The Portuguese standard appeared.
Philip was forced to retreat across the Seine at Mantes, which he had captured only the day before. The Rhinemouthers beat a hasty retreat back to Picardy in shockingly good order, but the French did not pursue. Fernão Nunes Esteves da Veiga de Nápoles de Nandufe, the Portuguese commander, had been sent to help defend Paris and he would defend Paris to the last man. His orders stated that he was to prioritize the defense of Paris above all else, and so he refused to support de la Tremoille in any operations that took place more than a day’s march away from the capital. There was little the French commander could do but try and recover his losses as the Munsterians did the same with greater alacrity. By the end of the year, a greatly-reinforced Ulrich had managed to secure the left bank of the Moselle and would be in striking distance of the capital the following spring. De la Tremoille could muster only 11,000 men, not enough to meet him on the field. So, he knew that he had to hang back and defend Paris, so that the obstinate de Nandufe would actually do his job and help him.
War resumed the following spring, Bogislaw and his host of 30,000 men finally making an appearance after sufficiently damaging the revolt to move forward and join the bloody fray. In early June, he and his army linked up with Ulrich’s east of Verdun, and after some persuading on the Emperor’s part, the two agreed to launch an assault on Paris, which seemed to be void of defenders, de la Tremoille having gone north to drive back Philip’s attack on Clermont-en-Aisne. Bogislaw and the other Germans made good use of this opportunity and drove directly towards Paris, their column drawing out along the road as the different contingents drew apart from each other due to their differing speeds. The Germans ravaged the land as they advanced, gathering what supplies they could on their quick march, and the procuring of food and drink was important enough for entire units to be split off to forage. Among these were the light cavalry that would under normal circumstances be leading the advance as scouts. With no French force in the region to oppose them, after all, why bother with pickets?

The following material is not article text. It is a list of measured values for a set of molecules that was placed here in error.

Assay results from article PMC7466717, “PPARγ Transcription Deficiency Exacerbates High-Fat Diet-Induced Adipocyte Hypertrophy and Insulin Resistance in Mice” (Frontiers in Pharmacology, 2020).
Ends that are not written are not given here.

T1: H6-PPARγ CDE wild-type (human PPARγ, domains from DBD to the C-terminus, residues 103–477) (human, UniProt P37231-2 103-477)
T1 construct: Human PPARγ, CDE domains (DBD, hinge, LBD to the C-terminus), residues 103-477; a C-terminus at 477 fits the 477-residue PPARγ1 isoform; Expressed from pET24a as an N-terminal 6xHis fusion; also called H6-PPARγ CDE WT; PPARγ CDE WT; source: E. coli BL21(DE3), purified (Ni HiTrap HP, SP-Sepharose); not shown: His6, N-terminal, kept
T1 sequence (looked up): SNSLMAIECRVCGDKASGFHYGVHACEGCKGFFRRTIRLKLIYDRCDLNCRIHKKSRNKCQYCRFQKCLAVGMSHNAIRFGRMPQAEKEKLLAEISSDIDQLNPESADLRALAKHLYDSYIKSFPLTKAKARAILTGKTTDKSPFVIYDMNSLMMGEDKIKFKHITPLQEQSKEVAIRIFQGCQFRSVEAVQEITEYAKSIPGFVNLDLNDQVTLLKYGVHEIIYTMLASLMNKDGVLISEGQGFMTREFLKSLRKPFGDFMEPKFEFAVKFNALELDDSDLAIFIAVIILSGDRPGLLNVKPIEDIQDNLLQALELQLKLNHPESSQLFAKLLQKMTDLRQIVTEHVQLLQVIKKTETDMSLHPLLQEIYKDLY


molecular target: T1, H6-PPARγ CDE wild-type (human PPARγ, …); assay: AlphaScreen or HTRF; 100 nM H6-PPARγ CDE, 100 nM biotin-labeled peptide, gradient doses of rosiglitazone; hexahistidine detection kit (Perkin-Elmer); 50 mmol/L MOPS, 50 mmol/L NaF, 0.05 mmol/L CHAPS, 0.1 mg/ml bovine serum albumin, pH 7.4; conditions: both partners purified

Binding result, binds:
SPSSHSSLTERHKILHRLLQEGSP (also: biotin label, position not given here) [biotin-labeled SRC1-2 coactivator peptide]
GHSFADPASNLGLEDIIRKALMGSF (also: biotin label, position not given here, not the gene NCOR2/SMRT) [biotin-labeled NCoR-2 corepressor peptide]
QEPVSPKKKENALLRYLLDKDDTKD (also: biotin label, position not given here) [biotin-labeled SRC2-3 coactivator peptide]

In early May, the Germans marched through the village of Montmirail, surrounded on all sides by forests and lying between a pair of ridges. Bogislaw had retired to the back of the column to mediate a dispute between two of the Munsterian lords, and so the column advanced directly into this natural ambush point almost completely unaware. Once the middle of the column was in the ravine, the Lusitnians sprang from their ambuscade. De Nandufe was no fool, and while he intended to follow his orders to the letter, he recognized that the present circumstances required extraordinary methods to prevent the fall of Paris. And so, the Portuguese came thundering down the hill into the Munsterian flank, falling upon them like a thunderbolt. The center of the column shattered almost instantly, the front and the rear being cut off like the tails of a decapitated snake as the Lustinians butchered their comrades in the center of the battle lines. Ulrich and Bogislaw, who were in the front and the very rear, respectively, quickly realized what had happened and moved to regroup, Ulrich hoping to trap the Lustinians in their own trap and keep them from fleeing out of the valley. Before he could do this, de Nandufe had pulled back and vanished into the wilds around Montmirail, leaving the Munsterians to establish a defensive camp. They resumed their march towards Paris a few days later, under constant harassment from light cavalry and irregulars.